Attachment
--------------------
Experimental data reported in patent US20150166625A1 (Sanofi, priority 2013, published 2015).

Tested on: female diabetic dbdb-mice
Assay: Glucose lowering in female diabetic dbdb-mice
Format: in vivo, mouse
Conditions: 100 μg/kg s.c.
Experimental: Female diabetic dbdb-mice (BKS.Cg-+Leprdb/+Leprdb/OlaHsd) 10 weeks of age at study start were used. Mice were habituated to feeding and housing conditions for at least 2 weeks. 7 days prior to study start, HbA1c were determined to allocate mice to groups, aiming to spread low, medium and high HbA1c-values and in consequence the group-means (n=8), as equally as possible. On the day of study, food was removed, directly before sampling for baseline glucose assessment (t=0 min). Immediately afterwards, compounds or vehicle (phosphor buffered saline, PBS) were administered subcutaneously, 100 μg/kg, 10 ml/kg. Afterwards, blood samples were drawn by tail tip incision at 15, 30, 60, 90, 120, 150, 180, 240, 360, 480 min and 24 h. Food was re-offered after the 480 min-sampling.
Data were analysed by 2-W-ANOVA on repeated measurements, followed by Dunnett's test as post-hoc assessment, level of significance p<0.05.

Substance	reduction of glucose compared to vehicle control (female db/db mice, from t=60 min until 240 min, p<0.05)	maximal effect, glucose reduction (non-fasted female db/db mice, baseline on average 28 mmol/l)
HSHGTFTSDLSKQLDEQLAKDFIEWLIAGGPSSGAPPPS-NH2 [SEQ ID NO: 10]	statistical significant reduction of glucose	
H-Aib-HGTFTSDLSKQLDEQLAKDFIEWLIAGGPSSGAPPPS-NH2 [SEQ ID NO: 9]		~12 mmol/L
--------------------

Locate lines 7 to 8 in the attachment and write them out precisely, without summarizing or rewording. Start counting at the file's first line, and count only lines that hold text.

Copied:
Data were analysed by 2-W-ANOVA on repeated measurements, followed by Dunnett's test as post-hoc assessment, level of significance p<0.05.

Substance	reduction of glucose compared to vehicle control (female db/db mice, from t=60 min until 240 min, p<0.05)	maximal effect, glucose reduction (non-fasted female db/db mice, baseline on average 28 mmol/l)